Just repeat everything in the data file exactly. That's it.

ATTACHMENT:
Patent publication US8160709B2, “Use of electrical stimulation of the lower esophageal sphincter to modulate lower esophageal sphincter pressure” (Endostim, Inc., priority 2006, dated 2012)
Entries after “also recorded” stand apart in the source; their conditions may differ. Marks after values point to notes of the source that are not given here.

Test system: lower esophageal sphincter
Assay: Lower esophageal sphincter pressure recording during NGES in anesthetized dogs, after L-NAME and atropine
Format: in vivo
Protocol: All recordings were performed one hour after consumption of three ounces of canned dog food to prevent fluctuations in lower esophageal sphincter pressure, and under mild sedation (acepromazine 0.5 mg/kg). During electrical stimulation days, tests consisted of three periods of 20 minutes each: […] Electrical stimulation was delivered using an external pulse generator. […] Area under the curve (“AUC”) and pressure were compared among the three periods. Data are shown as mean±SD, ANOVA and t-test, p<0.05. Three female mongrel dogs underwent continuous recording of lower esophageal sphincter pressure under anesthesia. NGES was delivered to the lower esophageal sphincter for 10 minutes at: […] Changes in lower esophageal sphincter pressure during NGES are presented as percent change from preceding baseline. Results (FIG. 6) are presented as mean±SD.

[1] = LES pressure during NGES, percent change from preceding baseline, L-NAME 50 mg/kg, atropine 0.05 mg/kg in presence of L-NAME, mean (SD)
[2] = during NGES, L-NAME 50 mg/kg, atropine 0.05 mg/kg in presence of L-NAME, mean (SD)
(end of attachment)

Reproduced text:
Patent publication US8160709B2, “Use of electrical stimulation of the lower esophageal sphincter to modulate lower esophageal sphincter pressure” (Endostim, Inc., priority 2006, dated 2012)
Entries after “also recorded” stand apart in the source; their conditions may differ. Marks after values point to notes of the source that are not given here.

Test system: lower esophageal sphincter
Assay: Lower esophageal sphincter pressure recording during NGES in anesthetized dogs, after L-NAME and atropine
Format: in vivo
Protocol: All recordings were performed one hour after consumption of three ounces of canned dog food to prevent fluctuations in lower esophageal sphincter pressure, and under mild sedation (acepromazine 0.5 mg/kg). During electrical stimulation days, tests consisted of three periods of 20 minutes each: […] Electrical stimulation was delivered using an external pulse generator. […] Area under the curve (“AUC”) and pressure were compared among the three periods. Data are shown as mean±SD, ANOVA and t-test, p<0.05. Three female mongrel dogs underwent continuous recording of lower esophageal sphincter pressure under anesthesia. NGES was delivered to the lower esophageal sphincter for 10 minutes at: […] Changes in lower esophageal sphincter pressure during NGES are presented as percent change from preceding baseline. Results (FIG. 6) are presented as mean±SD.

[1] = LES pressure during NGES, percent change from preceding baseline, L-NAME 50 mg/kg, atropine 0.05 mg/kg in presence of L-NAME, mean (SD)
[2] = during NGES, L-NAME 50 mg/kg, atropine 0.05 mg/kg in presence of L-NAME, mean (SD)